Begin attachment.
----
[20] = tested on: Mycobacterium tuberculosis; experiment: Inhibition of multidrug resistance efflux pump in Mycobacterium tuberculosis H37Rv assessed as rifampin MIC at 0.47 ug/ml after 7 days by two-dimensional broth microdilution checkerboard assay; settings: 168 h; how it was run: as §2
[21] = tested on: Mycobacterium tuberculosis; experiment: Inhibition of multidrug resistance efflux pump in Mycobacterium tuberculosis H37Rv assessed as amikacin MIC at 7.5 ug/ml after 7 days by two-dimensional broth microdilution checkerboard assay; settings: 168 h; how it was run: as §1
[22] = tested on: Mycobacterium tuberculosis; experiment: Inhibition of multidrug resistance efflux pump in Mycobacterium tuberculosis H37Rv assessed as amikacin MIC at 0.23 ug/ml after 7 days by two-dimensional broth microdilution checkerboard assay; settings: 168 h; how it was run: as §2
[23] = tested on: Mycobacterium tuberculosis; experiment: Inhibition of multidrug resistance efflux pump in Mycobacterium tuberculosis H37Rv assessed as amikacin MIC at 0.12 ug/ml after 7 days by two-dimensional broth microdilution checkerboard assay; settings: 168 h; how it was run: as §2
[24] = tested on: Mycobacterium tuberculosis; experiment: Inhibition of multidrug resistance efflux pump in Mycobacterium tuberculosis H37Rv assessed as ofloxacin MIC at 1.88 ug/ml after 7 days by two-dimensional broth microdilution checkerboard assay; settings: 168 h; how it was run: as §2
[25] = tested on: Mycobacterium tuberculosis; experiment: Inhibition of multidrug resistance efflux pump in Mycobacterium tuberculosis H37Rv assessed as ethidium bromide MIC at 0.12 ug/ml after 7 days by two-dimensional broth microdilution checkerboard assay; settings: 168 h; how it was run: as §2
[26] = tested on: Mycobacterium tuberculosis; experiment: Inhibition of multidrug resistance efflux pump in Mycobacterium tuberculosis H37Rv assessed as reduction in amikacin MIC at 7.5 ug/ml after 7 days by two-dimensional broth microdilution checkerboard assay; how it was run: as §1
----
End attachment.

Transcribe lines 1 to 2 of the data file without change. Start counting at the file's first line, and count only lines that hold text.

[20] = tested on: Mycobacterium tuberculosis; experiment: Inhibition of multidrug resistance efflux pump in Mycobacterium tuberculosis H37Rv assessed as rifampin MIC at 0.47 ug/ml after 7 days by two-dimensional broth microdilution checkerboard assay; settings: 168 h; how it was run: as §2
[21] = tested on: Mycobacterium tuberculosis; experiment: Inhibition of multidrug resistance efflux pump in Mycobacterium tuberculosis H37Rv assessed as amikacin MIC at 7.5 ug/ml after 7 days by two-dimensional broth microdilution checkerboard assay; settings: 168 h; how it was run: as §1